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Author Topic: Unable to detect operating system  (Read 1480 times)
soulblender
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« on: April 26, 2004, 12:41:09 AM »

PLEASE SUPPLY RELEVANT INFORMATION:
Operating System Version: XP
Problem Application Name & Version:
Problem Hardware Make & Model: compaq
Error Messages: unable to detect operating system on any disks



When I turn my pc on it says it is unable to detect an operating system on any of the drives, press enter to try again.  
Nothing will happen. Does anyone know what I can do about this or what might be wrong?  It was working fine for a long time, just suddenly happened one day.
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Alok
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« Reply #1 on: April 29, 2004, 01:03:08 AM »

try to see is there any loose cables like ide 40 pin/80 pin and try to see check CMOS setup
hit DEL>CMOS SETUP>ADVANCED CMOS OPTION>BOOTING SEQUENCE>FIRST BOOT DEVICE IDE 0 OR HDD 0 OR C ONLY
CHECK THIS
STILL FIND PROBLEM KINDLY ANSWER ME
IF THERE ANY MESSAGE PLACED DURING BOOTING KINDLY TELL HERE
AND ALSO TELL UR LEVEL OF EXPERTISE SO THAT I COULD TELLACCORDING TO YOU
REGARDS
Alok
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ALOK TIWARI
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soulblender
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« Reply #2 on: May 01, 2004, 09:01:03 PM »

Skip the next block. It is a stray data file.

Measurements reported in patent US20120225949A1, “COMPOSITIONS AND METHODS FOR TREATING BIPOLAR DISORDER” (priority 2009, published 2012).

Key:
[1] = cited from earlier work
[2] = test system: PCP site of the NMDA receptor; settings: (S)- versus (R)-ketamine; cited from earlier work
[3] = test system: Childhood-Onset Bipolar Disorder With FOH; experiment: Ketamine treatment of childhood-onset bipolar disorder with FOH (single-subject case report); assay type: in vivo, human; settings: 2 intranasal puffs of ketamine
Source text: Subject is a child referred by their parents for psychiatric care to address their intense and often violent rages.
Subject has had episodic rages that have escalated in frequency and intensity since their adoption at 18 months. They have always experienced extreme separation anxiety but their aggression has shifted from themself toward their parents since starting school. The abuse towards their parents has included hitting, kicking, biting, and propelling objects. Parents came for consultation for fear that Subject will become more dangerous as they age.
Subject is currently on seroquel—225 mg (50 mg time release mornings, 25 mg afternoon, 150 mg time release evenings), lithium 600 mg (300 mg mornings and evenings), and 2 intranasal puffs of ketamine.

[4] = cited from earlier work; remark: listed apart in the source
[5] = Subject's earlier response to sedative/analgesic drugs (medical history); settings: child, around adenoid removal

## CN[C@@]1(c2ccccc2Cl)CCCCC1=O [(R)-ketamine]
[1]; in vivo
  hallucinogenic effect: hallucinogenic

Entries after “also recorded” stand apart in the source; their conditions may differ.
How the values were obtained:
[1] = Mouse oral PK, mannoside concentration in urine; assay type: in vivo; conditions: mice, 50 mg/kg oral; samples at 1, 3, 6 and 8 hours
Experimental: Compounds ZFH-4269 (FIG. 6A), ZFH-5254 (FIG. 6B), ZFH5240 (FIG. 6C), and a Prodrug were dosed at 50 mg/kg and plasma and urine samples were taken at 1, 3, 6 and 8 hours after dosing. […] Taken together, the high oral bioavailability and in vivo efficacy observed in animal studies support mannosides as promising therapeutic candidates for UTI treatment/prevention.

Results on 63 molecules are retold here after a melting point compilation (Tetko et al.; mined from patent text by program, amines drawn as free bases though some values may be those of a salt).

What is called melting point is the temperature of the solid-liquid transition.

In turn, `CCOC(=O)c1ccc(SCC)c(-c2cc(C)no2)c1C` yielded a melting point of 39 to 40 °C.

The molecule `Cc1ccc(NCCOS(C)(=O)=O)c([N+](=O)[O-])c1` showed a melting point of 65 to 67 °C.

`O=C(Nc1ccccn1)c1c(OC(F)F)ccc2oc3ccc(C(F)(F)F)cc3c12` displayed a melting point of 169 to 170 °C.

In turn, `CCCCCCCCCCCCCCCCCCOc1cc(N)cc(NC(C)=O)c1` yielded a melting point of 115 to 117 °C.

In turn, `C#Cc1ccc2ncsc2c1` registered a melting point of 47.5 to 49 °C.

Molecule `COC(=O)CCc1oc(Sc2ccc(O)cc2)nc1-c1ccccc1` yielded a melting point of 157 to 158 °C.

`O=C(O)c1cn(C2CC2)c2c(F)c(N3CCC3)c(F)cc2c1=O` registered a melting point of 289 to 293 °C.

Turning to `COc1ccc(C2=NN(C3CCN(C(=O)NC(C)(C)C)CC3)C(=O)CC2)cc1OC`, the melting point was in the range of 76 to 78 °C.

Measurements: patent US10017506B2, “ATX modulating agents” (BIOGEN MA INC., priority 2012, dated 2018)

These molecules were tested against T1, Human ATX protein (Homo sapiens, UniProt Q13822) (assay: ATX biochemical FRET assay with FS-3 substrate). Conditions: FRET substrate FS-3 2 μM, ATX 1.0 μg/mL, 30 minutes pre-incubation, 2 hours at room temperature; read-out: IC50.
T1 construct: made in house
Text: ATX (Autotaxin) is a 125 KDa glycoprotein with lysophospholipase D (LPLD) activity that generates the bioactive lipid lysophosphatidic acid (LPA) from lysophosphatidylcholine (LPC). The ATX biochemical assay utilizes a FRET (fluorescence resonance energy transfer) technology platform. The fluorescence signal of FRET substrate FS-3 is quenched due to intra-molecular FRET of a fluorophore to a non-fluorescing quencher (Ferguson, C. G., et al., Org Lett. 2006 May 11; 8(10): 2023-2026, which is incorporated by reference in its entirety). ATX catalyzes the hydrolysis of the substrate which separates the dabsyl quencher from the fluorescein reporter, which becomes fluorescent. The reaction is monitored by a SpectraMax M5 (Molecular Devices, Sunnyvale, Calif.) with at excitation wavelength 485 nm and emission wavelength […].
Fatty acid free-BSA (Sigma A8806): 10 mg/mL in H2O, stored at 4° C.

I checked for loose cables, they are all connected.  I also checked that the memory was in place.  In the CMOS setup it did not recognize the hard drive at all.  It is set to first boot from the cd.  
i took the hard drive out and tried it in another computer and had the same results, which led me to think the hard drive was bad, but when I tried another hard drive in the bad computer it did not work let windows start, though it did recognize the new hard drive and attempted to start windows but kept restarting the computer b4 the windows startup screen.  
Does this mean the hard drive is the problem and i should get a brand new one, or what else could be wrong?
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sj1184
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« Reply #3 on: May 01, 2004, 11:33:09 PM »

quote:
Originally posted by soulblender

I checked for loose cables, they are all connected.  I also checked that the memory was in place.  In the CMOS setup it did not recognize the hard drive at all.  It is set to first boot from the cd.  
i took the hard drive out and tried it in another computer and had the same results, which led me to think the hard drive was bad, but when I tried another hard drive in the bad computer it did not work let windows start, though it did recognize the new hard drive and attempted to start windows but kept restarting the computer b4 the windows startup screen.  
Does this mean the hard drive is the problem and i should get a brand new one, or what else could be wrong?



Hi SB,
If those hdd's that you took out has winxp on them,Then they won't work in another computer.What is the make of the hdd that's not being detected.
Take care.
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Sandy